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The question of whether Vance was dead or not became more than academic when he found himself in a bathtub up to his chin in ice water like some forgotten cocktail garnish, a demonic woman standing over him, and no memory of how he got there.
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The Red Rook - Chapter 3 - The Lab

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You don't get to choose what piece you are, only how you play the game...

You'd think that being stronger and tougher than everyone else at Centurion High would go down in the plus column. And it had, as far as the athletic crowd was concerned. Enough that the jocks forgave Penny for her preference to hang out with a small clique notorious for being hardcore board-gamers and role-playing eggheads. But it seemed like a small consolation.

Maybe it's because Penny just wants to be appreciated for her brains rather than her brawn. Or maybe she hangs out with the nerds because of Michael. Michael—her childhood best friend and the boy-next-door—certainly appreciates Penny for her smarts—and maybe, sometimes, she wants him to appreciate her for more than that. Penny's been spending a lot of time with Michael recently, helping him to take up his dead father's superhero identity. Besides, despite Michael being a straight up genius, he's "common sense" challenged.

If that wasn't enough, Penny's superhero mother has ramped up her passive-aggressive campaign to convince Penny to take up the mask and start crime fighting; her two younger sibs—almost as strong and tough as Penny—are superhero crazy; a series of mysterious attacks seems to be targeting Penny directly; and her other best friend is dating Michael. (e)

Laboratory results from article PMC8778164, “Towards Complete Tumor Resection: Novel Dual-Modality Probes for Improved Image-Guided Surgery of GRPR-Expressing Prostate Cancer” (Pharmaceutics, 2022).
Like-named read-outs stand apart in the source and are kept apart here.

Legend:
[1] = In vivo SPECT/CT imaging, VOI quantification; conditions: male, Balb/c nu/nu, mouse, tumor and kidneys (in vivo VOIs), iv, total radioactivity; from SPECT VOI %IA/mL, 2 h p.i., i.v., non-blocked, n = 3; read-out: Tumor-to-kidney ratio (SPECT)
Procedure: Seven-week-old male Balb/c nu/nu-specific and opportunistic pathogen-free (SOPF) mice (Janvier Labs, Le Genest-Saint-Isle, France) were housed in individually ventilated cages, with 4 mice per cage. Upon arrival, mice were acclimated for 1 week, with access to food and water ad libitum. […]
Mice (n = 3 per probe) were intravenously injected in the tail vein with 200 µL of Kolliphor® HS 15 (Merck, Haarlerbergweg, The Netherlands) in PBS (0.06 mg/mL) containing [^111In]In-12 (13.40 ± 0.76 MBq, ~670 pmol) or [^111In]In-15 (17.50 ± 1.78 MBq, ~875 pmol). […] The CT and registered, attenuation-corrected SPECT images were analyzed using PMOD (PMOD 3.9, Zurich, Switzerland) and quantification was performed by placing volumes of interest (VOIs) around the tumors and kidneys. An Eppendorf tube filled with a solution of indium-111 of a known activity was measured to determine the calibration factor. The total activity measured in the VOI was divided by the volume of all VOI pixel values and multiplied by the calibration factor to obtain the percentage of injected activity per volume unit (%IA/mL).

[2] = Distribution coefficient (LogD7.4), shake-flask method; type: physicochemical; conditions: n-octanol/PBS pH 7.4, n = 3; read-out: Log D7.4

Back to Chapter 2

Chapter 3: The Lab

The intermittent sounds of pumps grew stronger as I approached the Lab. I started picking up the echo of voices over the throb of the pumps as I approached the Lab’s eastern entrance. I slowed my pace.

Michael’s mother’s voice drifted across the circular expanse of the Lab floor, so I stopped without entering. The only lights in the domed space came from the curving bank of monitors on the western wall and the conference table glowing faintly in its shallow well at the center. The rest of the cylindrical room was shrouded in darkness.

“But you’re going to need a ride, though?” Liz was saying. Her voice had that distinctive echo of a cellphone in hands-free speaker mode.

I could only see Michael’s feet and calves. The rest of him was concealed by the high-backed chair that fronted the bank of monitors that made up the Lab’s command center. The monitors showed half-a-dozen news feeds, as well as an ever switching flow of street scenes from around Galacticity. The Superhero News Network feed had the prominent central monitor. A masked SNN anchor was silently reporting on the attack of the Robotic Horde.

“No, we won’t,” he said, sounding more than a little frustrated.

“You seem awfully certain of that. Is Penny—”

“Cleo,” he interjected.

Cleo, my other best friend, is Second Generation powered like Michael and me. She wasn’t a brick like I was, or a genius like Michael. Instead, she had a three dimensional sense of perception better than a terahertz spy-ray, which more than made up for being blind.

“—standing you up?” Liz finished.